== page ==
Barilla SpA

Parma, Italy

Barilla SpA

Parma, Italy
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Lattanzio V.M.T.,CNR Institute of Sciences of Food Production | Gatta S.D.,CNR Institute of Sciences of Food Production | Suman M.,Barilla SpA | Visconti A.,CNR Institute of Sciences of Food Production
Rapid Communications in Mass Spectrometry | Year: 2011

A sensitive and robust liquid chromatography/tandem mass spectrometry (LC/MS/MS) method was developed for the simultaneous determination of aflatoxins (B1, B2, G1, G2), ochratoxin A, deoxynivalenol, zearalenone, T-2 and HT-2 toxins in cereal-based foods. Samples were extracted with a mixture of acetonitrile/water (84:16, v/v) and cleaned up through a polymeric solid-phase extraction column. Detection and quantification of the nine mycotoxins were performed by reversed-phase liquid chromatography coupled with electrospray ionization triple quadrupole mass spectrometry (LC/ESI-MS/MS), using fully 13C-isotope-labelled mycotoxins as internal standards. The method was validated in-house for five different cereal processed products, namely barley, oat and durum wheat flours, rye- and wheat-based crisp bread. Recoveries and repeatability of the whole analytical procedure were evaluated at contamination levels encompassing the EU maximum permitted levels for each tested mycotoxin. Recoveries ranged from 89 to 108% for deoxynivalenol, from 73 to 114% for aflatoxins, from 85 to 114% for T-2 and HT-2 toxins, from 64 to 97% for zearalenone, from 74 to 102% for ochratoxin A. Relative standard deviations were less than 16% for all tested mycotoxins and matrices. Limits of detection (signal-to-noise ratio 3:1) ranged from 0.1 to 59.2 μg/kg. The trueness of the results obtained by the proposed method was demonstrated by analysis of reference materials for aflatoxins, deoxynivalenol, zearalenone. The use of inexpensive clean-up cartridges and the increasing availability of less expensive LC/MS/MS instrumentation strengthen the potential of the proposed method for its effective application for reliable routine analysis to assess compliance of tested cereal products with current regulation. Copyright © 2011 John Wiley & Sons, Ltd.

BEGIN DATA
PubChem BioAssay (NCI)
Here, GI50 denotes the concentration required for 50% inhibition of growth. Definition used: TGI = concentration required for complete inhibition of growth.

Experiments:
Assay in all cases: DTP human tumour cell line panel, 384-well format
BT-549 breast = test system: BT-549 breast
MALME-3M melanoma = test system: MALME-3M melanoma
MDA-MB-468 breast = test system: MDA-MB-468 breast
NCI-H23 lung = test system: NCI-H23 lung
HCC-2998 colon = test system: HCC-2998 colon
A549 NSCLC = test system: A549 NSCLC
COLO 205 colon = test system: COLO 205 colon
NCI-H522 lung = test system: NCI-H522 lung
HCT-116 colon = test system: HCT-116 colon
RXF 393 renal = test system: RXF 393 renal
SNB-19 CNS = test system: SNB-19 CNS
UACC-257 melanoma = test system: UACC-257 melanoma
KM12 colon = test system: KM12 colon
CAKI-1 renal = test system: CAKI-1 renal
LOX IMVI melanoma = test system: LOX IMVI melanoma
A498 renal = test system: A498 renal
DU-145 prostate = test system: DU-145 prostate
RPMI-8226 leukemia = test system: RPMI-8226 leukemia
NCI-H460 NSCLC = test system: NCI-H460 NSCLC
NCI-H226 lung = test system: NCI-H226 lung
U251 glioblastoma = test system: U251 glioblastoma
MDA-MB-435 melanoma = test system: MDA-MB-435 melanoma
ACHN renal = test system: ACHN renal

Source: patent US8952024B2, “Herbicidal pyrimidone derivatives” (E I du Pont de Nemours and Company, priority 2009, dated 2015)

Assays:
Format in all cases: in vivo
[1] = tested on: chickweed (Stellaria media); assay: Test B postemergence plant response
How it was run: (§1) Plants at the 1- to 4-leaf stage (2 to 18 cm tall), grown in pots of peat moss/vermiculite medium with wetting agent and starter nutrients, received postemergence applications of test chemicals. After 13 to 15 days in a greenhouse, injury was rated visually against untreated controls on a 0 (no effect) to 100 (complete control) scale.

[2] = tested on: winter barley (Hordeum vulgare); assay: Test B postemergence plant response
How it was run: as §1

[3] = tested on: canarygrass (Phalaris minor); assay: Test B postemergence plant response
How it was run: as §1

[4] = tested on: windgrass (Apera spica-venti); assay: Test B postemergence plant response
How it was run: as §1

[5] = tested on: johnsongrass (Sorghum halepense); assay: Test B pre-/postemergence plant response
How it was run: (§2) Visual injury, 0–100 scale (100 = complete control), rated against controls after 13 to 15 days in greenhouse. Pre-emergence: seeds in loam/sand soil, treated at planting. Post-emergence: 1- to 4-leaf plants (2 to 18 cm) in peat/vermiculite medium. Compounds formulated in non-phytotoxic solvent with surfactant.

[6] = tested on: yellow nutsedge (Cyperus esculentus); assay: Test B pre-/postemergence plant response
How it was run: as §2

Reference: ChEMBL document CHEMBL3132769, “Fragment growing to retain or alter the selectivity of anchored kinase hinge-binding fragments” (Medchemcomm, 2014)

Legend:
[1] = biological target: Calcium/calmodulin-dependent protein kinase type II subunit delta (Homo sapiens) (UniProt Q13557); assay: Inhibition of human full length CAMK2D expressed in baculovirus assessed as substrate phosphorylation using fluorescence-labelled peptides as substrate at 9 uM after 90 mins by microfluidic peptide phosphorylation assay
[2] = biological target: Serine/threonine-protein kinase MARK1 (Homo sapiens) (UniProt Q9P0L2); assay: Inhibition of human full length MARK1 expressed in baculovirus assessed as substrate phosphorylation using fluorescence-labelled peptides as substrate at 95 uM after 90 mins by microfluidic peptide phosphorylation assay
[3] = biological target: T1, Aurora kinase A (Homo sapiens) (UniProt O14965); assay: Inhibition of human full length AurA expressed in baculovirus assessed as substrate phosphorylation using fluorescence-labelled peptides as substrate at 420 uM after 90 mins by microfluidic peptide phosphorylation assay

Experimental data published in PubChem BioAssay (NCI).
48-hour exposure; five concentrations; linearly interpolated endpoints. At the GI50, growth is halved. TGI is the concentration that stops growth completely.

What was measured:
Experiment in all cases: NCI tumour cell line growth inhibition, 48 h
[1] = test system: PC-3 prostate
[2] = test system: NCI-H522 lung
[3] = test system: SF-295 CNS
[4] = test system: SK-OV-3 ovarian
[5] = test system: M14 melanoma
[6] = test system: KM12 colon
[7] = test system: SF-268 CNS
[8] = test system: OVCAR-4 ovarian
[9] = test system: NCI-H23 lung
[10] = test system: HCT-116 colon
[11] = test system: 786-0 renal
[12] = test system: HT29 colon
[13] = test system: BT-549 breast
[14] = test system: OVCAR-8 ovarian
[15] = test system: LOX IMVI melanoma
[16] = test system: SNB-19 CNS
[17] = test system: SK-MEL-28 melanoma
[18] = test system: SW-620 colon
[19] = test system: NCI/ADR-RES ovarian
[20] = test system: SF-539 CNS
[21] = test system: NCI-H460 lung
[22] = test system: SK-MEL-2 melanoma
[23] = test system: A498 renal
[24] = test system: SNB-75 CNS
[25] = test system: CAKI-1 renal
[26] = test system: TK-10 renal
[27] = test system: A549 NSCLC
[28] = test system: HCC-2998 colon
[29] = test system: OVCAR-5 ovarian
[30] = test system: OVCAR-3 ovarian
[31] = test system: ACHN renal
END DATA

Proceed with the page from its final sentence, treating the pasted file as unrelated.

Anese M.,University of Udine | Valoppi F.,University of Udine | Calligaris S.,University of Udine | Lagazio C.,University of Genoa | And 3 more authors.
Food and Bioprocess Technology | Year: 2016

Unconventional formulation and baking conditions were exploited for obtaining omega-3 polyunsaturated fatty acids enriched biscuits. A monoglyceride-flaxseed oil–water gel was used to obtain biscuits which had physical and chemical properties analogous to those of a control sample prepared with palm oil. To reduce fat oxidation and acrylamide and furan formation, the dough was baked at different temperature, time and pressure (i.e. varying from 101.33 to 0.15 kPa) conditions according to a central composite design. Baking at high temperature and reduced pressure allowed to obtain biscuits with acceptable water content and colour, while minimizing omega-3 fatty acids oxidation and acrylamide and furan formation. The biscuits best responding to these characteristics were obtained by applying the combination 174 °C-3.99 kPa-45 min. The low pressure generated inside the oven likely exerted a stripping effect towards acrylamide and furan as well as oxygen thus preventing toxicants to accumulate and lipid oxidation to occur. This study highlighted that the use of monoglyceride-flaxseed oil–water gel combined with baking under reduced pressure is potentially applicable at the industrial level to obtain nutritionally enhanced biscuits, while simultaneously preventing the occurrence of degradation reactions and toxic molecules formation. Due to the worldwide diffusion of cereal-based foods, including sweet biscuits, this formulation and process strategy could have a great economic impact. © 2015, Springer Science+Business Media New York.


Bedini A.,University of Parma | Zanolli V.,Buchi Italia Srl | Zanardi S.,Barilla SpA | Bersellini U.,Barilla SpA | And 2 more authors.
Food Analytical Methods | Year: 2013